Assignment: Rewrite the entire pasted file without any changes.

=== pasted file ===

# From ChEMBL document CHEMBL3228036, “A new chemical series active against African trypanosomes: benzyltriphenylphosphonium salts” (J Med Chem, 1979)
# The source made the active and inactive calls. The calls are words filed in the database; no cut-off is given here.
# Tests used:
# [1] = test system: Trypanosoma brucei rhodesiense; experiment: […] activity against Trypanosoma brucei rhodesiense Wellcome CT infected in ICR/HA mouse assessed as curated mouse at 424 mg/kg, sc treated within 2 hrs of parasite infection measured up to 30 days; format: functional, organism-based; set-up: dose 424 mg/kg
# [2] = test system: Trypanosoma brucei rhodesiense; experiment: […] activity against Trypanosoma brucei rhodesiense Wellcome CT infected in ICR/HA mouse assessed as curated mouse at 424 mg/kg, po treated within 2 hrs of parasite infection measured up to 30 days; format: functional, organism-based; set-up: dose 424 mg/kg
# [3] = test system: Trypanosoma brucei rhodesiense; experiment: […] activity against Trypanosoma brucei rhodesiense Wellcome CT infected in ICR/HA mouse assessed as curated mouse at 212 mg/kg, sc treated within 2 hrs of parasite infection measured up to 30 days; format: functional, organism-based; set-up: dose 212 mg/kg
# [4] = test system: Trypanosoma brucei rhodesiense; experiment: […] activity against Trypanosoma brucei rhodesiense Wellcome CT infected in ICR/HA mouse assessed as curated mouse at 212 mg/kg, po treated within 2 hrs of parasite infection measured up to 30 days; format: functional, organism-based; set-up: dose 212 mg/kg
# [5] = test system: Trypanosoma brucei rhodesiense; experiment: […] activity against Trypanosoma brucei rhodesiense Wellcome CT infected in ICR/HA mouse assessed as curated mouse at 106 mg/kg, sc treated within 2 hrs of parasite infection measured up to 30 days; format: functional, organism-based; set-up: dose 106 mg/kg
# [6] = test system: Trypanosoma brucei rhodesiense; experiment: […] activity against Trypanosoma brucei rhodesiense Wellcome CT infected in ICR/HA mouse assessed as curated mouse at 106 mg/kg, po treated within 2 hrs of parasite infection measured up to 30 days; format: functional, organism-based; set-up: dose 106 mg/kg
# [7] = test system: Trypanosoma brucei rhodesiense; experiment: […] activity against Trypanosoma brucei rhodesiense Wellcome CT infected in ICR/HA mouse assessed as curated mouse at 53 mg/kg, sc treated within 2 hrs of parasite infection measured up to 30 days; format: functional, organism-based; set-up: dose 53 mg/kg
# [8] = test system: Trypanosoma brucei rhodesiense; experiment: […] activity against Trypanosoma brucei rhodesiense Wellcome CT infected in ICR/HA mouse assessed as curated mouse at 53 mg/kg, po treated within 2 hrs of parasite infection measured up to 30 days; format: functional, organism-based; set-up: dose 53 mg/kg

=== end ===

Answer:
# From ChEMBL document CHEMBL3228036, “A new chemical series active against African trypanosomes: benzyltriphenylphosphonium salts” (J Med Chem, 1979)
# The source made the active and inactive calls. The calls are words filed in the database; no cut-off is given here.
# Tests used:
# [1] = test system: Trypanosoma brucei rhodesiense; experiment: […] activity against Trypanosoma brucei rhodesiense Wellcome CT infected in ICR/HA mouse assessed as curated mouse at 424 mg/kg, sc treated within 2 hrs of parasite infection measured up to 30 days; format: functional, organism-based; set-up: dose 424 mg/kg
# [2] = test system: Trypanosoma brucei rhodesiense; experiment: […] activity against Trypanosoma brucei rhodesiense Wellcome CT infected in ICR/HA mouse assessed as curated mouse at 424 mg/kg, po treated within 2 hrs of parasite infection measured up to 30 days; format: functional, organism-based; set-up: dose 424 mg/kg
# [3] = test system: Trypanosoma brucei rhodesiense; experiment: […] activity against Trypanosoma brucei rhodesiense Wellcome CT infected in ICR/HA mouse assessed as curated mouse at 212 mg/kg, sc treated within 2 hrs of parasite infection measured up to 30 days; format: functional, organism-based; set-up: dose 212 mg/kg
# [4] = test system: Trypanosoma brucei rhodesiense; experiment: […] activity against Trypanosoma brucei rhodesiense Wellcome CT infected in ICR/HA mouse assessed as curated mouse at 212 mg/kg, po treated within 2 hrs of parasite infection measured up to 30 days; format: functional, organism-based; set-up: dose 212 mg/kg
# [5] = test system: Trypanosoma brucei rhodesiense; experiment: […] activity against Trypanosoma brucei rhodesiense Wellcome CT infected in ICR/HA mouse assessed as curated mouse at 106 mg/kg, sc treated within 2 hrs of parasite infection measured up to 30 days; format: functional, organism-based; set-up: dose 106 mg/kg
# [6] = test system: Trypanosoma brucei rhodesiense; experiment: […] activity against Trypanosoma brucei rhodesiense Wellcome CT infected in ICR/HA mouse assessed as curated mouse at 106 mg/kg, po treated within 2 hrs of parasite infection measured up to 30 days; format: functional, organism-based; set-up: dose 106 mg/kg
# [7] = test system: Trypanosoma brucei rhodesiense; experiment: […] activity against Trypanosoma brucei rhodesiense Wellcome CT infected in ICR/HA mouse assessed as curated mouse at 53 mg/kg, sc treated within 2 hrs of parasite infection measured up to 30 days; format: functional, organism-based; set-up: dose 53 mg/kg
# [8] = test system: Trypanosoma brucei rhodesiense; experiment: […] activity against Trypanosoma brucei rhodesiense Wellcome CT infected in ICR/HA mouse assessed as curated mouse at 53 mg/kg, po treated within 2 hrs of parasite infection measured up to 30 days; format: functional, organism-based; set-up: dose 53 mg/kg